The launch lineup of the Wii U had left me feeling a little dry on the retail side of things, and in the days leading up to the system launch, my attention quickly turned to the eShop. I had not been following the eShop release schedule very closely, so it came as a bit of a warm surprise to see that so many eShop games were going to be available on day one. Chasing Aurora is one of the five Wii U eShop launch titles, and it had somehow managed to completely slip under my radar until the very last minute. When I learned that it was the next game by Broken Rules, developer of one of my niche WiiWare favorites And Yet It Moves, I was sold. It didn’t hurt that it was a game about flight starring a birdlike race of people. That’s just plain cool.
One of the first things that you will notice upon starting up Chasing Aurora is the unique art style, which is both polygonal and beautiful. A large part of the allure of the art comes from the environments, which range from a fresh spring valley populated by evergreens to a gusty, ice-topped mountain surrounded by mist. Chasing Aurora is certainly pleasant on the eyes, and it reconfirms my belief that, although they may lack the raw tech of the big dogs, indie developers are generally the ones to look to for the most unique and creative art styles.
Bird-people. They’re like normal people, except also birds, and therefore infinitely superior.
The music isn’t bad either, although it mostly works in the background, putting the focus more on the mood created by the outdoorsy sound effects. I’d comment on the story, but there really is none. No context is given whatsoever for who these birdlike people are beyond their names, and why they partake in these games is left a mystery.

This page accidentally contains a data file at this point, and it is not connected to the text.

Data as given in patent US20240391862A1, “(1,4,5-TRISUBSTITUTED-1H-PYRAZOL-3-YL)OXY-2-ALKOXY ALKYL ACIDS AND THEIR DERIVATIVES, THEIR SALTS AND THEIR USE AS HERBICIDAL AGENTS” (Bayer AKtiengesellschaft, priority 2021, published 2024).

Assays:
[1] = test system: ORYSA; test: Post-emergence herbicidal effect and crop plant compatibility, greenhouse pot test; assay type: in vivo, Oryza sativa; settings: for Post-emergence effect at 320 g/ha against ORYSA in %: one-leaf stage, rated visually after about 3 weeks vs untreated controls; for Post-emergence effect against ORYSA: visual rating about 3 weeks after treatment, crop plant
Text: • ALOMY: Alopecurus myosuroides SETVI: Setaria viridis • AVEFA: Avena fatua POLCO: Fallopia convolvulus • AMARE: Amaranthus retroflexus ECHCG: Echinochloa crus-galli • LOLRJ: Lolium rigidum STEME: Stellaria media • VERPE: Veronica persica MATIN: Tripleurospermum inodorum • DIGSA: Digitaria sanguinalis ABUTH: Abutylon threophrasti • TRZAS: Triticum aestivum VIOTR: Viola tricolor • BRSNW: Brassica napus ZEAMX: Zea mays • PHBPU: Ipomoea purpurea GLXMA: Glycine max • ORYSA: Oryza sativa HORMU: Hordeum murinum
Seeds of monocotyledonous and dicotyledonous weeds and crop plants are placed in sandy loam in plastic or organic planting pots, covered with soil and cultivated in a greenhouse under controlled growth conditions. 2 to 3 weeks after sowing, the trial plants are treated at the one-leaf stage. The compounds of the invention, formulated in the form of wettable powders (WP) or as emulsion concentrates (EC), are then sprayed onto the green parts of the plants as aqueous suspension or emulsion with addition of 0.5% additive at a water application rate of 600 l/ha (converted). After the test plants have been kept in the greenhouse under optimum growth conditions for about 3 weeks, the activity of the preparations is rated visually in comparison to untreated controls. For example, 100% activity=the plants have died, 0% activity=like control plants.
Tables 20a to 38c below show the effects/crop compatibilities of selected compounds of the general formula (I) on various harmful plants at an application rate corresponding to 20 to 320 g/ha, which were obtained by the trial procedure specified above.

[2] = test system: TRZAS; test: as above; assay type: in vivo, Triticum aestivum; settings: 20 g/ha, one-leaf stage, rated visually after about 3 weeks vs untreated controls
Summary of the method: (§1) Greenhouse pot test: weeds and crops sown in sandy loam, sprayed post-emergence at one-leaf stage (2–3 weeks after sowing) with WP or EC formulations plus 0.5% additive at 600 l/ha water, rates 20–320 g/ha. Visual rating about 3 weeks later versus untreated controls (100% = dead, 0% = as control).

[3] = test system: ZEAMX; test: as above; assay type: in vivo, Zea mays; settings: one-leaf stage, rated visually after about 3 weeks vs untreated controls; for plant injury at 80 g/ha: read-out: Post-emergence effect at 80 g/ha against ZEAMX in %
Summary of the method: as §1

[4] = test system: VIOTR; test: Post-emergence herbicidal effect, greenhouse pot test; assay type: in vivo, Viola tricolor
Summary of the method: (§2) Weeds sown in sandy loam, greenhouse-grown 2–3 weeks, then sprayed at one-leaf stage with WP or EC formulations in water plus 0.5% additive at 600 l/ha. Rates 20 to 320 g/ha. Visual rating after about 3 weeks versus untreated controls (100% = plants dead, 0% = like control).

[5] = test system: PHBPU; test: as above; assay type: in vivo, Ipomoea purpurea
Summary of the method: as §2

The controls are also commendable. On the GamePad, you move your bird-person (birdson?) around with the analog stick or digital pad, pressing the A button to flap your wings, while the R or ZR button will tuck your wings so you can dive quicker. The Wii remote utilizes a similarly simple control scheme. And that’s it, no extraneous actions are thrown in, just pure, unbridled flight controls. However, don’t expect to just spam buttons and fly around willy-nilly. Chasing Aurora is very much a physics-based game, and it requires you to master the rhythm of flight, which has a small, but noticeable learning curve involved. When you do get it down, however, it can feel glorious, and it pretty fairly imitates what birds must feel while flying free. Or so I imagine. Unfortunately, I’m not a bird, so I will never really know. Sigh.
Everything sounds pretty good so far, no? But there is a catch. Between the excellent presentation values and the sublime controls and physics, Chasing Aurora definitely has the core of a great game inside of it, and all that it needed was the content to back it up. Unfortunately, content is where Chasing Aurora falls short. It’s not that the gameplay is bad, on the contrary, it’s actually pretty fun when you dig into it. There just simply isn’t that much of it.